The global recovery from recession depends on a delicate rebalancing of economies — notably between the US and Asia — to sustain it, the chief IMF economist said.
“The recovery has started. Sustaining it will require delicate rebalancing acts, both within and across countries,” Olivier Blanchard said in an IMF article, released in advance of publication yesterday.
Blanchard cautioned that predictable models based on past recoveries from recessions would not apply to the worst global slump since World War II.
“The world is not in a run-of-the mill recession. The turnaround will not be simple. The crisis has left deep scars, which will affect both supply and demand for many years to come,” he said.
In its latest economic forecasts, the IMF estimated last month a global contraction of 1.4 percent this year, followed by sluggish growth of 2.5 percent next year.
The US, the epicenter of the crisis, “is central to any world recovery,” Blanchard said in the article titled “Sustaining a Global Recovery.”
Blanchard said two rebalancing acts would have to come into play to sustain the global recovery: a switch from public to private spending and the rebalancing of international trade flows.
The latter would require “a shift from domestic to foreign demand in the United States and a reverse shift from foreign to domestic demand in the rest of the world, particularly in Asia,” he said.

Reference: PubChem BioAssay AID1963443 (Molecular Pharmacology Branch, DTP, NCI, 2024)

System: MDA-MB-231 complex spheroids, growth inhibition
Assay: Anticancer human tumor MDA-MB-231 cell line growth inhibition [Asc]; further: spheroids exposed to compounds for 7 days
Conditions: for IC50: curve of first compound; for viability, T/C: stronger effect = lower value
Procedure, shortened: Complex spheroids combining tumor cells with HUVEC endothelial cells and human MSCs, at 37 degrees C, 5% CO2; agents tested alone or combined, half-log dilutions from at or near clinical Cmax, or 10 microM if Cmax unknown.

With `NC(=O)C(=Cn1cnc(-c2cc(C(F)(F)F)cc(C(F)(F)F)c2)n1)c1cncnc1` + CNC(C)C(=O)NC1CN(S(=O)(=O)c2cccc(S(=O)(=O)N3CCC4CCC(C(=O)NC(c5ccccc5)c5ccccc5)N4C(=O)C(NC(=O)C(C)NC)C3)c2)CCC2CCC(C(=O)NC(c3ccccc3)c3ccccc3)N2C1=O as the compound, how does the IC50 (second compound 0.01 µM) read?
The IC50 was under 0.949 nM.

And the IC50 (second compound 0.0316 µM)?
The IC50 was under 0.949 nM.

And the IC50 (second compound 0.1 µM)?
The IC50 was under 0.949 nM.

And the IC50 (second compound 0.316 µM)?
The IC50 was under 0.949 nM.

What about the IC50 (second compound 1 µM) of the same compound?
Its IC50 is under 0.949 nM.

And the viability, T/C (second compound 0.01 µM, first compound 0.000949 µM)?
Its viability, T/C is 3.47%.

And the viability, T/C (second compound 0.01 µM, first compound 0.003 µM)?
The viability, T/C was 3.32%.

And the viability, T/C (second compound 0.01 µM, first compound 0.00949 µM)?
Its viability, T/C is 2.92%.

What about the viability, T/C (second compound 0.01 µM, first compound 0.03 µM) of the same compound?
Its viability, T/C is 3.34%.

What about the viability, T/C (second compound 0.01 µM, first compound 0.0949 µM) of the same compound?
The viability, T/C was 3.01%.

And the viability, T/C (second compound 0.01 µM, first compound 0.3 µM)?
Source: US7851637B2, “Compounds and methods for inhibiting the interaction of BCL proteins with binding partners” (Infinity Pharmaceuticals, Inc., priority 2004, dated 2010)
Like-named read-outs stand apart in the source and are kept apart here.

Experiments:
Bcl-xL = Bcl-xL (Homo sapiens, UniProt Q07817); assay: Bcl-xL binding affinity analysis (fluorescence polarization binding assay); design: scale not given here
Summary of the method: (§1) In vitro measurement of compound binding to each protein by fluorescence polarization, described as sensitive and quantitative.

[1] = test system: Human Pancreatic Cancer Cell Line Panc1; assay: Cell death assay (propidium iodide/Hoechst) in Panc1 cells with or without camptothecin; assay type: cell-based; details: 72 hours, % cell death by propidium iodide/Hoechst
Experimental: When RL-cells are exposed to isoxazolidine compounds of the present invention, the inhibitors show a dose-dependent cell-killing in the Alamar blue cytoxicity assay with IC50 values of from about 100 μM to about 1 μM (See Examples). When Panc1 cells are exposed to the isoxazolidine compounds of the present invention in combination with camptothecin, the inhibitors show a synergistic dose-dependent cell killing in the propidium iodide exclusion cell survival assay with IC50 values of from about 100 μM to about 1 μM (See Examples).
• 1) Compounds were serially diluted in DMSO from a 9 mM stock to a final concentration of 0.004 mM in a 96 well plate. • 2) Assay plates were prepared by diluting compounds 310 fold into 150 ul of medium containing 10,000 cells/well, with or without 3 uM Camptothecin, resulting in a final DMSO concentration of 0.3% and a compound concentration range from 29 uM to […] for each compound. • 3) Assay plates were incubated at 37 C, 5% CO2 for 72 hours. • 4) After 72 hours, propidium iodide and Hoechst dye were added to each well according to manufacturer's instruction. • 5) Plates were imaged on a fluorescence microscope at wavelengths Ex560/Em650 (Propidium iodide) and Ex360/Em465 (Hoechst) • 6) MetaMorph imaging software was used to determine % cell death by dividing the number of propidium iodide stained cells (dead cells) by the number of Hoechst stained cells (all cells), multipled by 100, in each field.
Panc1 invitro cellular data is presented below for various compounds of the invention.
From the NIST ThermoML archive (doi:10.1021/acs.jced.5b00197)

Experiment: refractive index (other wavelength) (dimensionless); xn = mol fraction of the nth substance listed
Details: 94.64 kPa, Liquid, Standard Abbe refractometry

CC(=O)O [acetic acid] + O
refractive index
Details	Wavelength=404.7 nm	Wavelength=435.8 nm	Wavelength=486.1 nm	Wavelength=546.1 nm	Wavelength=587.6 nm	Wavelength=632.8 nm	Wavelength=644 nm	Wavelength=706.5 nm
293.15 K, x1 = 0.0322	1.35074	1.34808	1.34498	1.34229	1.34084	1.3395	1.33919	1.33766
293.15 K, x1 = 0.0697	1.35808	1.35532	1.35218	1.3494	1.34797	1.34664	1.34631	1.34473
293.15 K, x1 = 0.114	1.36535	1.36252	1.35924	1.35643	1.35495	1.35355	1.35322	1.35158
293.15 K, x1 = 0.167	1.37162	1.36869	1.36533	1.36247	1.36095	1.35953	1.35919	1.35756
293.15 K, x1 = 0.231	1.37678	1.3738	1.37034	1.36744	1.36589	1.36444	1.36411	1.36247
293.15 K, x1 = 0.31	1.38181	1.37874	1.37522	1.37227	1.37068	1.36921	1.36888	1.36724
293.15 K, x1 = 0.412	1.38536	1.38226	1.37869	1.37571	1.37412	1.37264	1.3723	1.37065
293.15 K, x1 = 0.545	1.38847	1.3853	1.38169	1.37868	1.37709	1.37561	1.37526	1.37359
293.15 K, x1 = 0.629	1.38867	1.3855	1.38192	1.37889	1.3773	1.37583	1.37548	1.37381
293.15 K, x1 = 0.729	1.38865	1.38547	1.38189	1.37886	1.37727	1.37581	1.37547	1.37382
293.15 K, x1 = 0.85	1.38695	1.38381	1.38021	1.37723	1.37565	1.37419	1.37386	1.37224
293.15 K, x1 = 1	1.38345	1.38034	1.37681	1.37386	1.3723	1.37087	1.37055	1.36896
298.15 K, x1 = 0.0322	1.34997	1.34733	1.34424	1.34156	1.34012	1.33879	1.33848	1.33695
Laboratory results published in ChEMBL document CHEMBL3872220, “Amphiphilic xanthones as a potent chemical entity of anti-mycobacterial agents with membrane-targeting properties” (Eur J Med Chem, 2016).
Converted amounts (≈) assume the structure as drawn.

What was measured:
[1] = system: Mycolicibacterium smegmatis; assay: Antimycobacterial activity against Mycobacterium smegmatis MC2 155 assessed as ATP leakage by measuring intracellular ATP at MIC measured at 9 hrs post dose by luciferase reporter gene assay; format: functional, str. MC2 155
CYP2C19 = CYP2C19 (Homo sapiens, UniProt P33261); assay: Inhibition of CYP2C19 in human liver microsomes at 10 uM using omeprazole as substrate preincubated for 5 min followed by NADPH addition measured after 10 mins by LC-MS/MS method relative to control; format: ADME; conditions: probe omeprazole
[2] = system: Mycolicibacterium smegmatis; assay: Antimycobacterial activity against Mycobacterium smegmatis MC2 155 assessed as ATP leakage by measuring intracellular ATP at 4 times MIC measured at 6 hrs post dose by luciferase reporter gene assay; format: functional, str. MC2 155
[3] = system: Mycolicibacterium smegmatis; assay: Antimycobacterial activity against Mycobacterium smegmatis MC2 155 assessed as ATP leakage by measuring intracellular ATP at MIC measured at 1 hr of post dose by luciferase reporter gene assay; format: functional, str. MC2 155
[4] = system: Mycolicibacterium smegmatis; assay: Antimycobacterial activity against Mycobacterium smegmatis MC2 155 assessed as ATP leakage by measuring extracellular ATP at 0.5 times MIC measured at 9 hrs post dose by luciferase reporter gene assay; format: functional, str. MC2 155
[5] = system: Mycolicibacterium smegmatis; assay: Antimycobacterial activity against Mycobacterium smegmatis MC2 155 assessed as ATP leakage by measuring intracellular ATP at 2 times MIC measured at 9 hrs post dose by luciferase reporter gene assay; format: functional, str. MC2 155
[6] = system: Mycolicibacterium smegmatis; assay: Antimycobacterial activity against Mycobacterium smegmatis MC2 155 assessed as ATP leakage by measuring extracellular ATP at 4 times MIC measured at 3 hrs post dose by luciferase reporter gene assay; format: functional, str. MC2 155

Pointing to a decline in US household consumption — which “represents 70 percent of total US demand” — and a rise in the personal saving rate that is expected to persist for some time, Blanchard estimated a 3 percentage point drop in the ratio of consumption to US GDP, a broad measure of economic output.
With the 3 percent drop unlikely to be made up by increased investment and the eventual phase-out of the massive fiscal stimulus, “US net exports must increase” for the US recovery to occur, he said.
Key to the rebalancing act will be an increase in foreign demand for US goods, particularly in countries with large current account surpluses, notably in China and other Asian countries.
“From the point of view of the United States, a decrease in China’s current account surplus would help increase demand, and sustain the US recovery. That would result in more US imports, which would help sustain world recovery,” the top economist at the 186-nation institution said.
China may be willing to pursue that “because it may well be in its own interest,” said the economist, but other emerging market Asian countries that run large current account surpluses have weaker incentives than China to boost internal demand.
Blanchard said that Asia appeared the best-placed to tip the trade balance.
“If rebalancing is to come soon, it probably has to come largely from Asia, through a decrease in saving, and an appreciation of Asian currencies vis-a-vis the dollar,” he said.
In a typical recession model, he said, lower-than-normal growth gives way to higher-than-normal growth for some time, until the economy has returned to its normal growth path.
“The current global recession is far from normal,” he said, citing the breakdown in parts of the economic system.
“In advanced countries, the financial systems are partly dysfunctional, and will take a long time to find their new shape,” he said.
Emerging market countries may not see dwindled capital inflows return to pre-crisis levels for a few years.